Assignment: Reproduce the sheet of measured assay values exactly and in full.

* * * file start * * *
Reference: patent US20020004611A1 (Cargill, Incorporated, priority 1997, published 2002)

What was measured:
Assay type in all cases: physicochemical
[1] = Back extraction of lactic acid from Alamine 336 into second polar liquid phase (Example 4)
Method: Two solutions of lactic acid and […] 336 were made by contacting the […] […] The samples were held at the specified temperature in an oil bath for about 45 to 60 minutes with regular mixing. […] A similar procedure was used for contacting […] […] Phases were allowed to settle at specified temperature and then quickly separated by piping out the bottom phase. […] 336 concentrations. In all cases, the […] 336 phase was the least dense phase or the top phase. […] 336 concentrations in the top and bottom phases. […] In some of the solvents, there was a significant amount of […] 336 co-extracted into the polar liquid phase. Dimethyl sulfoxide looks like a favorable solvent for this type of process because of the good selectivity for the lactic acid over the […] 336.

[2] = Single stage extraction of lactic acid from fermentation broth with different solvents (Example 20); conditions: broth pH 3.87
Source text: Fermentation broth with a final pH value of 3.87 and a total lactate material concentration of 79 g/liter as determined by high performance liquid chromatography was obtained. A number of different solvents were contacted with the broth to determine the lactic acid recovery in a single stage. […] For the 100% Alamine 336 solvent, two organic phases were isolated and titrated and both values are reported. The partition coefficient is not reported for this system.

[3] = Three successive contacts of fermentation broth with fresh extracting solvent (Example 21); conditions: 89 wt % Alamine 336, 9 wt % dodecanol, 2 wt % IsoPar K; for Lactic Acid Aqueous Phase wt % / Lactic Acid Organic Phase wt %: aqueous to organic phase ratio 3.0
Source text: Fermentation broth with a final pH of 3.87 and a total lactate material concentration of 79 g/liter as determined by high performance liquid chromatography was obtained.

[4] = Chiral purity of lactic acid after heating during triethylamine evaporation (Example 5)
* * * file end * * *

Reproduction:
Reference: patent US20020004611A1 (Cargill, Incorporated, priority 1997, published 2002)

What was measured:
Assay type in all cases: physicochemical
[1] = Back extraction of lactic acid from Alamine 336 into second polar liquid phase (Example 4)
Method: Two solutions of lactic acid and […] 336 were made by contacting the […] […] The samples were held at the specified temperature in an oil bath for about 45 to 60 minutes with regular mixing. […] A similar procedure was used for contacting […] […] Phases were allowed to settle at specified temperature and then quickly separated by piping out the bottom phase. […] 336 concentrations. In all cases, the […] 336 phase was the least dense phase or the top phase. […] 336 concentrations in the top and bottom phases. […] In some of the solvents, there was a significant amount of […] 336 co-extracted into the polar liquid phase. Dimethyl sulfoxide looks like a favorable solvent for this type of process because of the good selectivity for the lactic acid over the […] 336.

[2] = Single stage extraction of lactic acid from fermentation broth with different solvents (Example 20); conditions: broth pH 3.87
Source text: Fermentation broth with a final pH value of 3.87 and a total lactate material concentration of 79 g/liter as determined by high performance liquid chromatography was obtained. A number of different solvents were contacted with the broth to determine the lactic acid recovery in a single stage. […] For the 100% Alamine 336 solvent, two organic phases were isolated and titrated and both values are reported. The partition coefficient is not reported for this system.

[3] = Three successive contacts of fermentation broth with fresh extracting solvent (Example 21); conditions: 89 wt % Alamine 336, 9 wt % dodecanol, 2 wt % IsoPar K; for Lactic Acid Aqueous Phase wt % / Lactic Acid Organic Phase wt %: aqueous to organic phase ratio 3.0
Source text: Fermentation broth with a final pH of 3.87 and a total lactate material concentration of 79 g/liter as determined by high performance liquid chromatography was obtained.

[4] = Chiral purity of lactic acid after heating during triethylamine evaporation (Example 5)